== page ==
By Molly Weeks Crumbley
Now that winter has crept away from Chesapeake Country, not only do warmer temperatures and longer days return, but Maryland also welcomes its ospreys back home.
Ospreys are one of the largest species of raptor in North America, and the Chesapeake Bay Program reports that a quarter of the entire United States population nests in the Bay region. Though the number of ospreys dwindled significantly in the 1970s—an estimated low of 1,450 breeding pairs—due to the widespread use of pesticides, their population has rebounded and even thrived in recent years.
It is currently estimated that the Chesapeake Bay region hosts as many as 10,000 breeding pairs, who typically return to Maryland in March and remain until late summer. Spotting the distinctive brown and white bird wheeling over the water or gathering sticks for its nest means that warm days are well and truly on the horizon.
For the first time ever, Southern Maryland is welcoming the birds back with a festival in their honor: the Maryland Osprey and Nature Festival. The family-friendly event will have opportunities for guests to learn about Maryland’s seafood-hunting raptors through events like bird walks led by Audubon guides, lectures from wildlife experts, raptor demonstrations, and the chance to see the birds up close.
This kind of interactive public outreach is the driving force behind the festival, which was conceived as a response to the public outrage that reverberated through the region last summer when two osprey chicks were removed from a Lusby park and subsequently euthanized.
“The amazing rebound of ospreys has exceeded the availability of natural nesting sites. Human-made nesting structures are rarely unoccupied, and ospreys are now nesting on cell towers and lighting structures. This can create conflicts with human values and needs; thus the Maryland Osprey and Nature Festival was hatched,” says Sal Icaza, chairman and CEO of the festival.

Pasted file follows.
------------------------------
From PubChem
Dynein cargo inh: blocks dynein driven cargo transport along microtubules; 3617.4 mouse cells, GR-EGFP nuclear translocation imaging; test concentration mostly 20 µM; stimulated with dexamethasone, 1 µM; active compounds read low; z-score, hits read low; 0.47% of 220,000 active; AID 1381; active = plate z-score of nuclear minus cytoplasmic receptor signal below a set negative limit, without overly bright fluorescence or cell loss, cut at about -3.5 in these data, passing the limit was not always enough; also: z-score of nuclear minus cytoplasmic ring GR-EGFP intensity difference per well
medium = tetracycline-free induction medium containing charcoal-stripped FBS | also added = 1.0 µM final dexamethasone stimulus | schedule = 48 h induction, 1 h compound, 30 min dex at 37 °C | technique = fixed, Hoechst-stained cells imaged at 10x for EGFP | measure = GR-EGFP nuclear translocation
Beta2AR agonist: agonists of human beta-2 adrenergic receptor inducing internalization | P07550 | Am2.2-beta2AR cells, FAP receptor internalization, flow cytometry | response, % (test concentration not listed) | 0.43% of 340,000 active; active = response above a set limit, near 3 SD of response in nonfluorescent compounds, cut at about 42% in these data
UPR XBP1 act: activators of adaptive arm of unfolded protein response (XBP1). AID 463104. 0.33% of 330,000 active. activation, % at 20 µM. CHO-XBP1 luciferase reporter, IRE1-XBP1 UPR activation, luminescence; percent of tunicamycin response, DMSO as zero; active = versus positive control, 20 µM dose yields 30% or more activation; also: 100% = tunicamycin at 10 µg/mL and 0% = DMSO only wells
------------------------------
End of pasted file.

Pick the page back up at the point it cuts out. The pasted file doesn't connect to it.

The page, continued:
“We appreciate the outpouring of support that we’ve received from our community and throughout the state, especially this inaugural year. I am pleased to be part of this grassroots movement that has gained momentum for all the right reasons.”
Organizers aim to make the festival an annual event, providing educational resources to individuals and agencies in order to foster an attitude of co-existence and conservation in Calvert County in particular and the Bay area in general.
The Maryland Osprey and Nature Festival is Saturday, April 2 at the Drum Point Club in Lusby from 11 a.m. to 4 p.m. Admission is $5 for individuals or $10 per family. Proceeds will be donated to Owl Moon Raptor Center, a nonprofit facility in Montgomery County that specializes in the rehabilitation and release of injured birds of prey. Local favorite Deanna Dove performs and Grizzly Mountain Grill’s food truck will be on site. Parking at Drum Point will be limited, with overflow parking and courtesy shuttles provided at Patuxent High School.
“If you love birds and nature, or just want to learn more about wildlife, join us on April 2. It should be a great event, and it is for a great cause,” says Icaza. “Let’s keep our fingers crossed for good weather.”
For more visit marylandospreyfestival.org.